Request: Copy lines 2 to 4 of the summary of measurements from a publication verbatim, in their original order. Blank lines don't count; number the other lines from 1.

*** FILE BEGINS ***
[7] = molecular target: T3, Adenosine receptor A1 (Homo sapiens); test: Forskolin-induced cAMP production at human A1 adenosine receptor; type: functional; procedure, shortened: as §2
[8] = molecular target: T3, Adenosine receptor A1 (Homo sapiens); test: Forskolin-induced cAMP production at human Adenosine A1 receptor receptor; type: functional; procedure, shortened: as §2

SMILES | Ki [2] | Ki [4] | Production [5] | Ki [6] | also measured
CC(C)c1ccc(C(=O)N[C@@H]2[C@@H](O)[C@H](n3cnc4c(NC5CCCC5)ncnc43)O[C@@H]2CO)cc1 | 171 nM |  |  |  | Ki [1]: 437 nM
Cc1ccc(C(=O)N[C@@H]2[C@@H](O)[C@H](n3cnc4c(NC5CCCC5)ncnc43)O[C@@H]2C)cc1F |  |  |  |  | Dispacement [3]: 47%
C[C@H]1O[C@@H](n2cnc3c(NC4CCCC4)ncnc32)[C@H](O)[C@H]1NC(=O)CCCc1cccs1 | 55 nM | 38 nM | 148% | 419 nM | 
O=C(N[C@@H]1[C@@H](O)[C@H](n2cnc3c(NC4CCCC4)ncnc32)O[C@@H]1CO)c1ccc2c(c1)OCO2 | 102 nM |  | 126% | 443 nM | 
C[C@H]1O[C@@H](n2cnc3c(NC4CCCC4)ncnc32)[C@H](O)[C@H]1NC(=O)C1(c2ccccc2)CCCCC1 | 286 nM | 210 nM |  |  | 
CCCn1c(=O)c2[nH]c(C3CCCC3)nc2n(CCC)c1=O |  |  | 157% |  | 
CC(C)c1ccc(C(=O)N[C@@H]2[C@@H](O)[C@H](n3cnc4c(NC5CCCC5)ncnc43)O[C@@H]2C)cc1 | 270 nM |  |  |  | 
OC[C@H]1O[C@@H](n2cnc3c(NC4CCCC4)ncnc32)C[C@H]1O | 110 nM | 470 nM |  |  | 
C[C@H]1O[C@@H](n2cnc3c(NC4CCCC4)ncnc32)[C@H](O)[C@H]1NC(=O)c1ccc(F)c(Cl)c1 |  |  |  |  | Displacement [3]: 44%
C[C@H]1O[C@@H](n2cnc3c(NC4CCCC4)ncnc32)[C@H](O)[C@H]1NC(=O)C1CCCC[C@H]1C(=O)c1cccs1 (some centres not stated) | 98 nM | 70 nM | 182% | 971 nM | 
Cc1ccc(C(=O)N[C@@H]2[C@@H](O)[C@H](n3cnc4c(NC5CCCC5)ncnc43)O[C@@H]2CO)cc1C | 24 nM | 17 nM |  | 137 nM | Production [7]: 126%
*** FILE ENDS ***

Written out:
[8] = molecular target: T3, Adenosine receptor A1 (Homo sapiens); test: Forskolin-induced cAMP production at human Adenosine A1 receptor receptor; type: functional; procedure, shortened: as §2

SMILES | Ki [2] | Ki [4] | Production [5] | Ki [6] | also measured
CC(C)c1ccc(C(=O)N[C@@H]2[C@@H](O)[C@H](n3cnc4c(NC5CCCC5)ncnc43)O[C@@H]2CO)cc1 | 171 nM |  |  |  | Ki [1]: 437 nM